Bursting onto the political scene in his first run for public office, Colonel August Pfluger’s well-funded congressional campaign took off quickly, statistically soaring to the top of the crowded field of contenders.
Yielding from the San Angelo area, 42-year-old Pfluger is a seventh-generation Texan. He and his wife, Camille, have three daughters together with ages ranging from 5 to 12.
Pfluger is one of 10 candidates seeking to succeed retiring Congressman Mike Conaway (R-Midland) in Texas’ 11th Congressional District in the U.S. House of Representatives. The vast district is considered one of the most solidly Republican seats in the nation, composed all or in part of 29 counties that stretch from Granbury to the New Mexico state line in Andrews County. Some of the main cities in the district are Midland, Odessa, and San Angelo.
Pfluger told Texas Scorecard how, at the age of 18, he received a congressional appointment to the Air Force immediately after high school, becoming an officer at age 22.
Part of what inspired Pfluger to join the armed services and to give back came from some wisdom and guidance imparted on him at an early age by role models in his family.
“I had two grandfathers that served in World War II who inspired me at a young age—not only to serve in the military but also to serve through charity,” Pfluger said. “Growing up with those influences in my life, listening to the greatest generation … I can remember being inspired to serve from as early as 8.”
After serving nearly 20 years in the Air Force as a fighter pilot flying combat missions against ISIS, Pfluger transferred to the Air Force Reserve, where he was recently promoted to the rank of colonel.
In addition, Pfluger has a bachelor’s degree in political science from the Air Force Academy and three master’s degrees—one in aeronautical science, one in military operational strategy, and the third in international business and policy.
Texas Scorecard asked Pfluger to describe what inspired or motivated him to seek higher office. “We need someone who will stand up for what this district needs and what our country needs,” Pfluger said in response. “I am no stranger to service, and [we] have committed our lives to public service. This is a different way to serve.”
Further elaborating, Pfluger said it is worth stepping up to fight against socialism and for the interests of the district. “We need someone who will stand up for rural voices, for the energy industry’s voice,” he said.
Citing his stint as a national security advisor, Pfluger says we need to secure the southern border. He then touched on some of his other main campaign platform positions.
A supporter of the Second Amendment, Pfluger told Texas Scorecard that he was against the ban on bump stocks, saying things like this would lead to a “slippery slope” that infringes on constitutional rights. Pfluger also said he is against “red-flag” law types of legislation.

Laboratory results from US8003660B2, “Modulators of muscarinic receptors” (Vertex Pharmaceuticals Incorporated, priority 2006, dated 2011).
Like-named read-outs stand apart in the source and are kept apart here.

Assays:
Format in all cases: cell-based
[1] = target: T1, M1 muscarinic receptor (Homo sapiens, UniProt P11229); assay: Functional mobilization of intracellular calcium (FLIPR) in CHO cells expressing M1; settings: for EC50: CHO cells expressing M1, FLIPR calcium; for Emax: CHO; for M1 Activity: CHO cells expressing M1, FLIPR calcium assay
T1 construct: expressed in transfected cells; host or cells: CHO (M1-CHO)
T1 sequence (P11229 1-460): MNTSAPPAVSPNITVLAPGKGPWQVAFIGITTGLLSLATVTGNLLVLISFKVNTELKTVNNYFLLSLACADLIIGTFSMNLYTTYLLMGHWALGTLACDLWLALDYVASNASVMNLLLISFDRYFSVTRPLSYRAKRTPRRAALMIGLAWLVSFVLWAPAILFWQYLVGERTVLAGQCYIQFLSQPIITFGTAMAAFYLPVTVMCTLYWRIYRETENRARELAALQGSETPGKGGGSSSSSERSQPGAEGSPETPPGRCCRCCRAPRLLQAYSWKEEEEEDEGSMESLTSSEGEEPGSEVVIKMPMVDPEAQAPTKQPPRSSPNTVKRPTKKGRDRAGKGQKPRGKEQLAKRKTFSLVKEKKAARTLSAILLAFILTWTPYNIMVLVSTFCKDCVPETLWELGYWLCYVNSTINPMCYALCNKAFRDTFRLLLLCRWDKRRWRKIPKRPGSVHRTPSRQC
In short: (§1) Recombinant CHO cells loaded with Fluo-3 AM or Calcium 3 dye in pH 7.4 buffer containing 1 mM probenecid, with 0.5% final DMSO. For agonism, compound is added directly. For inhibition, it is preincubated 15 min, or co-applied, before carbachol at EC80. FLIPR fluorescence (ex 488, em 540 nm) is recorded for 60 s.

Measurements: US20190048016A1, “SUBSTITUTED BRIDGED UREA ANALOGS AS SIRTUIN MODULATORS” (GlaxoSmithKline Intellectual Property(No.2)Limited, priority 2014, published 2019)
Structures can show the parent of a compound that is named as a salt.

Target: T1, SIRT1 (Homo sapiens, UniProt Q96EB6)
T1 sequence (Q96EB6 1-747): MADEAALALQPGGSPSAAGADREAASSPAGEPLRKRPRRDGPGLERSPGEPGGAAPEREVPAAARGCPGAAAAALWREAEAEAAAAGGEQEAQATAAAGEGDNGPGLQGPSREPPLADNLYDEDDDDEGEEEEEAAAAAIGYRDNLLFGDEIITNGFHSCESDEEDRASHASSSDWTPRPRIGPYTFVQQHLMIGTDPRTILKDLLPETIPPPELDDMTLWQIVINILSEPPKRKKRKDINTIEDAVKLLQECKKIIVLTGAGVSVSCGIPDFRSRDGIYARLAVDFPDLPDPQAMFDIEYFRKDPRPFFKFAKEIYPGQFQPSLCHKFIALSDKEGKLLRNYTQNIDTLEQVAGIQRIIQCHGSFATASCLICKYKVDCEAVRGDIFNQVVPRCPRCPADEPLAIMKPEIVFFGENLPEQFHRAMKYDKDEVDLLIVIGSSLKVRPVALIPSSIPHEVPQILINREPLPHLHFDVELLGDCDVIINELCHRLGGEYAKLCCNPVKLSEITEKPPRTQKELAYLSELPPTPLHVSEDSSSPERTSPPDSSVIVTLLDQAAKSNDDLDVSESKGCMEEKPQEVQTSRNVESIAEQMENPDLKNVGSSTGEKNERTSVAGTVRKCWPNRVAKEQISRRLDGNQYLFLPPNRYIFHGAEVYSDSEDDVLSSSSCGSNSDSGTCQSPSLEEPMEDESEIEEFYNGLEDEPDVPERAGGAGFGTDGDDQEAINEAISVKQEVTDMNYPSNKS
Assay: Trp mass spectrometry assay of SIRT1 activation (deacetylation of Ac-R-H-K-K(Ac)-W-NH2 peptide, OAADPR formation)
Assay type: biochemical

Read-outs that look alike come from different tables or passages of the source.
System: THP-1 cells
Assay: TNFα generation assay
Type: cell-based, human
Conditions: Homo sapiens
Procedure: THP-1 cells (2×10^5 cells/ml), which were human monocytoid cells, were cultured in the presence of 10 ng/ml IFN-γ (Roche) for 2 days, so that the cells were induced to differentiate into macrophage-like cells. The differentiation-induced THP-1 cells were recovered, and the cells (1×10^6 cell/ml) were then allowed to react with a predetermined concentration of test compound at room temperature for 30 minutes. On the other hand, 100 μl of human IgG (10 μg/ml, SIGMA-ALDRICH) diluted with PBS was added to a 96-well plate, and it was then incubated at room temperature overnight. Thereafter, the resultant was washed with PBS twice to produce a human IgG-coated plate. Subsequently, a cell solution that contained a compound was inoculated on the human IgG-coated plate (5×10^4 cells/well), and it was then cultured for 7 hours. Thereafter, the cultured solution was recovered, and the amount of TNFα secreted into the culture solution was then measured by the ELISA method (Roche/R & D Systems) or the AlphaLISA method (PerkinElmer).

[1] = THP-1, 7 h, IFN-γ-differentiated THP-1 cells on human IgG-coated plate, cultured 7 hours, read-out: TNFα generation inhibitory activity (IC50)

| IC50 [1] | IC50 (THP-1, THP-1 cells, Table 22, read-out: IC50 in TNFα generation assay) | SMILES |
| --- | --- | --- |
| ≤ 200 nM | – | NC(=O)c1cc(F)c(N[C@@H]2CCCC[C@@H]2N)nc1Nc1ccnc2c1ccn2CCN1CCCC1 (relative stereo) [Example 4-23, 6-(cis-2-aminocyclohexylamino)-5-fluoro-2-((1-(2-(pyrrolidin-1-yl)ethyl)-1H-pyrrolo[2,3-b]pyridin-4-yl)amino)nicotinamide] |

“I own weapons. And yes, I use them for hunting, but that’s not why we have the Second Amendment—we have it to protect ourselves against government tyranny.”
Pfluger, a Christian, also says he will defend religious liberty against government interference.
When asked about his first priorities should he be elected to Congress, Pfluger immediately said he would set out to educate the other members of Congress on the importance of energy independence—especially from a national security standpoint. Pfluger pointed out how the oil production of the Permian Basin gave the United States and President Trump the position of strength to do things like the recent termination of Iranian terrorist leader Qasem Soleimani.
Concerning the House Freedom Caucus, Pfluger is one of the contenders who hasn’t signaled his outright intent to join, but he has reportedly stated that if being a part of the Freedom Caucus will allow him to better serve his constituents, then he’s all in.
Pfluger carries a wide range of notable endorsements. Chief among them is his recent endorsement by President Donald Trump. Pfluger is also endorsed by Congressman Dan Crenshaw, Senator Tom Cotton, Midland Mayor Patrick Payton, and several energy industry leaders and local elected officials.
His closing message to voters:
“Congress is comprised of only 18 percent who have served, which is at an all-time low, and the president is pushing for more vets to serve in Congress; [vets] have the experience of service. Congressmen Van Taylor and Dan Crenshaw have both served, and they are people I look up to,” he said.
“I am asking everyone for the consideration of their support and their vote. I will serve this district with integrity and honor.”
Early voting for the March 3 Republican primary election is ongoing through February 28.